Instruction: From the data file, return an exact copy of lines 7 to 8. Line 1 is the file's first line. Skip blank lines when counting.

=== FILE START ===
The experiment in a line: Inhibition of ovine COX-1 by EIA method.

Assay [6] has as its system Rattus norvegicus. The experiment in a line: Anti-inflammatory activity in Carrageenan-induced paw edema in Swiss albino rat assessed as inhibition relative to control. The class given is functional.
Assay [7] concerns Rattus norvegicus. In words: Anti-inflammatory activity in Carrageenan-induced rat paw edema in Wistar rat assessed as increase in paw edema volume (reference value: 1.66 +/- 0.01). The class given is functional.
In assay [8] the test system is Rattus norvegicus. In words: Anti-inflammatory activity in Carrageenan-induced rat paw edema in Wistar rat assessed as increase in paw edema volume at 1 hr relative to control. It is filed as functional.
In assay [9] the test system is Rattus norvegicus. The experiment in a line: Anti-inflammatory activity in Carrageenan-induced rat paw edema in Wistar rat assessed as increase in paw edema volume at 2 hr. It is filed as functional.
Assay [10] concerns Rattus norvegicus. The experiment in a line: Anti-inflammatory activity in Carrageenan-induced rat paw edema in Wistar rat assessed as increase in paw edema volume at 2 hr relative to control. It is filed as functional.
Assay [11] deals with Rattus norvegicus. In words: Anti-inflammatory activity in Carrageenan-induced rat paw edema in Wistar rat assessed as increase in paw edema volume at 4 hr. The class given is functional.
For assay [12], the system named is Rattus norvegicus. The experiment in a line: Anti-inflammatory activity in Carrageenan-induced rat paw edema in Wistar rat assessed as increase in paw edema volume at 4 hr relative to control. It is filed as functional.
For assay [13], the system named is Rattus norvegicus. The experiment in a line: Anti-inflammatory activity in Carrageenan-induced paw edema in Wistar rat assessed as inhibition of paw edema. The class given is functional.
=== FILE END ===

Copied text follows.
Assay [11] deals with Rattus norvegicus. In words: Anti-inflammatory activity in Carrageenan-induced rat paw edema in Wistar rat assessed as increase in paw edema volume at 4 hr. The class given is functional.
For assay [12], the system named is Rattus norvegicus. The experiment in a line: Anti-inflammatory activity in Carrageenan-induced rat paw edema in Wistar rat assessed as increase in paw edema volume at 4 hr relative to control. It is filed as functional.